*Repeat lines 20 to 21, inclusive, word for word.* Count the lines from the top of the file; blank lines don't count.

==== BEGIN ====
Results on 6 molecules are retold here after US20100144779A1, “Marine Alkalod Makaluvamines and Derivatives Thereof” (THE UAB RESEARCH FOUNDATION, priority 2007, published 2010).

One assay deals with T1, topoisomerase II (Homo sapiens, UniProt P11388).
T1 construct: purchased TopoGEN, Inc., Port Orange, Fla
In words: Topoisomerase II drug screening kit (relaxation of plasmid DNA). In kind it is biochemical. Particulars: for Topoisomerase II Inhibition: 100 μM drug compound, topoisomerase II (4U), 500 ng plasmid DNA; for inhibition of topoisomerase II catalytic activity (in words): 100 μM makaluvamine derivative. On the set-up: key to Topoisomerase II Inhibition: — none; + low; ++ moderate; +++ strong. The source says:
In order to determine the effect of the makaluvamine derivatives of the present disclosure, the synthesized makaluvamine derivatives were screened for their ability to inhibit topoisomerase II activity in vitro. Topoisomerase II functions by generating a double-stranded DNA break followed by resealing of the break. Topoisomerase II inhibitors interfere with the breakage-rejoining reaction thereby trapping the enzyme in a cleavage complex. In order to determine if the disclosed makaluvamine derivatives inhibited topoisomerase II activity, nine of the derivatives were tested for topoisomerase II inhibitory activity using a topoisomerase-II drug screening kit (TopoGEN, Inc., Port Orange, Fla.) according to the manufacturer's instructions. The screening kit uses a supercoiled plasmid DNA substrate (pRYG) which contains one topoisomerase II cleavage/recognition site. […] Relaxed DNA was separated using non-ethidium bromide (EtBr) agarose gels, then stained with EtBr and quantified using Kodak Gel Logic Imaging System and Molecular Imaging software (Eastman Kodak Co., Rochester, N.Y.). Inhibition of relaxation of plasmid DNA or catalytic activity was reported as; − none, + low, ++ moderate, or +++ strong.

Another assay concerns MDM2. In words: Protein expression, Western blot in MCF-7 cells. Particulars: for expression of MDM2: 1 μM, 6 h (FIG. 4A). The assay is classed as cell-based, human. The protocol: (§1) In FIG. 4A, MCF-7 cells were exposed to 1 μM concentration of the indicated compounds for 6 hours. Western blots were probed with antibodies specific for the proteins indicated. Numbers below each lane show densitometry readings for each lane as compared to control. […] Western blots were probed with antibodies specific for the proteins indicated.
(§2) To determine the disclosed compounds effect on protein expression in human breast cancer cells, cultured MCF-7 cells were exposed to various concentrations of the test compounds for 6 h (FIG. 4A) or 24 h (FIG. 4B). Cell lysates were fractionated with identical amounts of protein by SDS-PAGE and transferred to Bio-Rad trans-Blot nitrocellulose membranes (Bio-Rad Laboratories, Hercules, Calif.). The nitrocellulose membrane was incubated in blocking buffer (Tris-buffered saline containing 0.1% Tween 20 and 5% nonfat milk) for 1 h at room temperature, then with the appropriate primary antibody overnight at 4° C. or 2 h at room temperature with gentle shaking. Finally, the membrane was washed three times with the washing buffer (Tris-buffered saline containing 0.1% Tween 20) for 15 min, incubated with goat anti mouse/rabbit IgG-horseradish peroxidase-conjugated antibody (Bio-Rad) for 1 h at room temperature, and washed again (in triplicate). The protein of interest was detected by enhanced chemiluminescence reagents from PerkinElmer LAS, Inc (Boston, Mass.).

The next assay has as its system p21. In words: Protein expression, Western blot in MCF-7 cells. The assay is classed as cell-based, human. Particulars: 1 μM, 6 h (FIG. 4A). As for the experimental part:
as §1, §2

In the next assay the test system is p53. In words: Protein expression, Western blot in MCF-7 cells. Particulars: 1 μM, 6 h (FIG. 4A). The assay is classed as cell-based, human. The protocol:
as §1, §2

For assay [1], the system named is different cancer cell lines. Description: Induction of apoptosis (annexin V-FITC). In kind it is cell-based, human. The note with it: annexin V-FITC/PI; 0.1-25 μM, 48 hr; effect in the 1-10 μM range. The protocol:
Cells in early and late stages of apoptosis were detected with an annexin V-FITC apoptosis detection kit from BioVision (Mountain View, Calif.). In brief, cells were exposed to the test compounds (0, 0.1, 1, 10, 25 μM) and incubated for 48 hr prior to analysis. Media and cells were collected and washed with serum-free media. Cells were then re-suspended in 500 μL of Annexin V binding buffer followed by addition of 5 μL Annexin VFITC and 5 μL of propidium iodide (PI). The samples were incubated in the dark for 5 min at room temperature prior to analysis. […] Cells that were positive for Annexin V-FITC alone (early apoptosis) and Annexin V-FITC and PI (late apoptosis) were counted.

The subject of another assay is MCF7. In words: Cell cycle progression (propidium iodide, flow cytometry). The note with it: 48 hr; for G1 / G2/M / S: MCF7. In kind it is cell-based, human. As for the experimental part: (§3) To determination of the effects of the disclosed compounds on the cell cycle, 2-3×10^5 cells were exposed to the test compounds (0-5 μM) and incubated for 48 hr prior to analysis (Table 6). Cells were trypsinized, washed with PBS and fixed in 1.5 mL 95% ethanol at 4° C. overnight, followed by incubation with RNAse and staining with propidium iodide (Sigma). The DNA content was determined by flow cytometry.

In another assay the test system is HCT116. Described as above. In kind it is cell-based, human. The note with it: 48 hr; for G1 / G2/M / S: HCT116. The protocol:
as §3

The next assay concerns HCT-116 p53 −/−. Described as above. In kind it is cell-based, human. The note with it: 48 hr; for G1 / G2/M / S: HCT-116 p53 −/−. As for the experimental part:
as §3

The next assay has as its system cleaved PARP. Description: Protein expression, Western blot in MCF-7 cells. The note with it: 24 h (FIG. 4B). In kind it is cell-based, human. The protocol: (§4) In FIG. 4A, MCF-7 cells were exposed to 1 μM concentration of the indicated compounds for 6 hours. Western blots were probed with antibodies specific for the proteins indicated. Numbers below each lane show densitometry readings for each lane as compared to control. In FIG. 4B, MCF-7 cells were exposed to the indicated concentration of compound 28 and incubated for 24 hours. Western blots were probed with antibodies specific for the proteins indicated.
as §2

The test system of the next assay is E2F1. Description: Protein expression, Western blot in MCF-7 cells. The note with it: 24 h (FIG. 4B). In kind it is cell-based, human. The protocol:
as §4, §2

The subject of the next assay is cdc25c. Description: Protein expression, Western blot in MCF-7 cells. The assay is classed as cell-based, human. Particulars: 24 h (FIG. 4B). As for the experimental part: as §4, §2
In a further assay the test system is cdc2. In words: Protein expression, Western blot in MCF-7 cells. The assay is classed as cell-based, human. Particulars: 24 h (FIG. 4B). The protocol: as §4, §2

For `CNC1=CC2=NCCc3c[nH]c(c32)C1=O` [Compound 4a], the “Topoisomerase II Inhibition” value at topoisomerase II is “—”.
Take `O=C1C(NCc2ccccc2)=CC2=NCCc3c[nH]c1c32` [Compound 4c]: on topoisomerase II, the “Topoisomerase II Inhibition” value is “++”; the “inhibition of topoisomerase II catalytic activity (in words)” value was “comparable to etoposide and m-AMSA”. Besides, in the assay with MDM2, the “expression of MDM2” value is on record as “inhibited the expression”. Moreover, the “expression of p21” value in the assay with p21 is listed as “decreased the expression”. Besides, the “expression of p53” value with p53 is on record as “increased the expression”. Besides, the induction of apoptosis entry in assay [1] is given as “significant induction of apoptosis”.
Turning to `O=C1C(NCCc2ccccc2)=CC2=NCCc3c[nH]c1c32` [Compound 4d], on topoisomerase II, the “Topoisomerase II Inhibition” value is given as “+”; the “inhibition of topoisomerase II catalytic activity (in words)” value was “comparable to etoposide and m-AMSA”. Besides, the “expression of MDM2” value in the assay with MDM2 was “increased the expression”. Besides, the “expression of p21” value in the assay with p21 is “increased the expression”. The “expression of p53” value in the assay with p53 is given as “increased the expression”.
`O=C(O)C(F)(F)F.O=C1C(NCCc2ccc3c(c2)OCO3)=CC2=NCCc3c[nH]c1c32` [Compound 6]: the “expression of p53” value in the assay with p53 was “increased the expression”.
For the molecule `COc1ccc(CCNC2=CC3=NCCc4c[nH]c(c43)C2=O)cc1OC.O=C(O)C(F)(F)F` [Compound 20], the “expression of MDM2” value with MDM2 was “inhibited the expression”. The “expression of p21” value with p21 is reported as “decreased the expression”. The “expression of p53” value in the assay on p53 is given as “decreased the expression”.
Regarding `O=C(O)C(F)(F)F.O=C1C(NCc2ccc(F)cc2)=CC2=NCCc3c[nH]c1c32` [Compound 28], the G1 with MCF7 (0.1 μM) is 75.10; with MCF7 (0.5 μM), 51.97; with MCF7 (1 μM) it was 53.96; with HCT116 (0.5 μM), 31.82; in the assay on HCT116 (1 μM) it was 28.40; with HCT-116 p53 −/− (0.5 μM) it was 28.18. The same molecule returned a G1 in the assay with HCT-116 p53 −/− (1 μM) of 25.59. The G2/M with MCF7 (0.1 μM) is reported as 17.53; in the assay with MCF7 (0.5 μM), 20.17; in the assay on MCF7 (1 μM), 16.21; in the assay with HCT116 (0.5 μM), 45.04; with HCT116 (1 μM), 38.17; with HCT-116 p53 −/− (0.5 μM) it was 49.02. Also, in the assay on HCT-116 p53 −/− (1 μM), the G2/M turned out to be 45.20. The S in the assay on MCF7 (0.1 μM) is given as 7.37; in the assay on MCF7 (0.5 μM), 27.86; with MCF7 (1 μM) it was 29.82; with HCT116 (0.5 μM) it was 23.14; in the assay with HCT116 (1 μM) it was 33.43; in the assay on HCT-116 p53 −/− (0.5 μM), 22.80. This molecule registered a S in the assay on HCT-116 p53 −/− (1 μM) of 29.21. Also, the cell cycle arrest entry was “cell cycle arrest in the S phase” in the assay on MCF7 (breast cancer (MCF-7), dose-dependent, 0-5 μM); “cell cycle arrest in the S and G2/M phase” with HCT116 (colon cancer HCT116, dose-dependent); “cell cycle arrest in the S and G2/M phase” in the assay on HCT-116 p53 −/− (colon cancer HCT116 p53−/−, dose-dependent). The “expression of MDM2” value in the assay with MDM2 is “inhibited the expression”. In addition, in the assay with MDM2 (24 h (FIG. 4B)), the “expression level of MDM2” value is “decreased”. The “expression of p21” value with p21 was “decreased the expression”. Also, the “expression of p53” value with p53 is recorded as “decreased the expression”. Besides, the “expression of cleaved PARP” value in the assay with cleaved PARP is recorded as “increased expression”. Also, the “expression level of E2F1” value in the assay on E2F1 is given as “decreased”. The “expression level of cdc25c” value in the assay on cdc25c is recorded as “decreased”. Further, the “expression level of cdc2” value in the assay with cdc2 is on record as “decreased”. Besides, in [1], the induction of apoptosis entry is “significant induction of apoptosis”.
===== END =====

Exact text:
as §2

The test system of the next assay is E2F1. Description: Protein expression, Western blot in MCF-7 cells. The note with it: 24 h (FIG. 4B). In kind it is cell-based, human. The protocol: